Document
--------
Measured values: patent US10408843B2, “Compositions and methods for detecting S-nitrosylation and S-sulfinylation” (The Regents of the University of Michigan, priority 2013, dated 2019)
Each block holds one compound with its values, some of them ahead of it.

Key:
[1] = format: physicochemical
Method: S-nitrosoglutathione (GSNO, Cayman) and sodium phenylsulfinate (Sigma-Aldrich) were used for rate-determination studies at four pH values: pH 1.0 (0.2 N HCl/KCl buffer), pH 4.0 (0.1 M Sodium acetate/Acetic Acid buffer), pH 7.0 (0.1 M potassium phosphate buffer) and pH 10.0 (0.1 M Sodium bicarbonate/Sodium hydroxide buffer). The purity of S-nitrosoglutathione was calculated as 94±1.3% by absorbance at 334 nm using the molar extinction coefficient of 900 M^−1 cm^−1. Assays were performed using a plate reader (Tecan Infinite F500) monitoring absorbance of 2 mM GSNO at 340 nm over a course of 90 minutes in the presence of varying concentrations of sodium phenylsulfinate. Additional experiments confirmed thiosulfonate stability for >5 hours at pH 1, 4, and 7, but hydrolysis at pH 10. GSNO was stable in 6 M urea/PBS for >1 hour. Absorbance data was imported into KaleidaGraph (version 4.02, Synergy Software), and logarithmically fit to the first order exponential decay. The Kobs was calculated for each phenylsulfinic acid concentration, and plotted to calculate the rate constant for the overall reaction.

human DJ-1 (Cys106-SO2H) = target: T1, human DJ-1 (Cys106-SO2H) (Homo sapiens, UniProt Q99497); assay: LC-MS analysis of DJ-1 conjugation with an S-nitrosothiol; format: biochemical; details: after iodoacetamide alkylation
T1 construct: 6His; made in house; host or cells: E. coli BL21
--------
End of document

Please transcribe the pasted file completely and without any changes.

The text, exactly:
Measured values: patent US10408843B2, “Compositions and methods for detecting S-nitrosylation and S-sulfinylation” (The Regents of the University of Michigan, priority 2013, dated 2019)
Each block holds one compound with its values, some of them ahead of it.

Key:
[1] = format: physicochemical
Method: S-nitrosoglutathione (GSNO, Cayman) and sodium phenylsulfinate (Sigma-Aldrich) were used for rate-determination studies at four pH values: pH 1.0 (0.2 N HCl/KCl buffer), pH 4.0 (0.1 M Sodium acetate/Acetic Acid buffer), pH 7.0 (0.1 M potassium phosphate buffer) and pH 10.0 (0.1 M Sodium bicarbonate/Sodium hydroxide buffer). The purity of S-nitrosoglutathione was calculated as 94±1.3% by absorbance at 334 nm using the molar extinction coefficient of 900 M^−1 cm^−1. Assays were performed using a plate reader (Tecan Infinite F500) monitoring absorbance of 2 mM GSNO at 340 nm over a course of 90 minutes in the presence of varying concentrations of sodium phenylsulfinate. Additional experiments confirmed thiosulfonate stability for >5 hours at pH 1, 4, and 7, but hydrolysis at pH 10. GSNO was stable in 6 M urea/PBS for >1 hour. Absorbance data was imported into KaleidaGraph (version 4.02, Synergy Software), and logarithmically fit to the first order exponential decay. The Kobs was calculated for each phenylsulfinic acid concentration, and plotted to calculate the rate constant for the overall reaction.

human DJ-1 (Cys106-SO2H) = target: T1, human DJ-1 (Cys106-SO2H) (Homo sapiens, UniProt Q99497); assay: LC-MS analysis of DJ-1 conjugation with an S-nitrosothiol; format: biochemical; details: after iodoacetamide alkylation
T1 construct: 6His; made in house; host or cells: E. coli BL21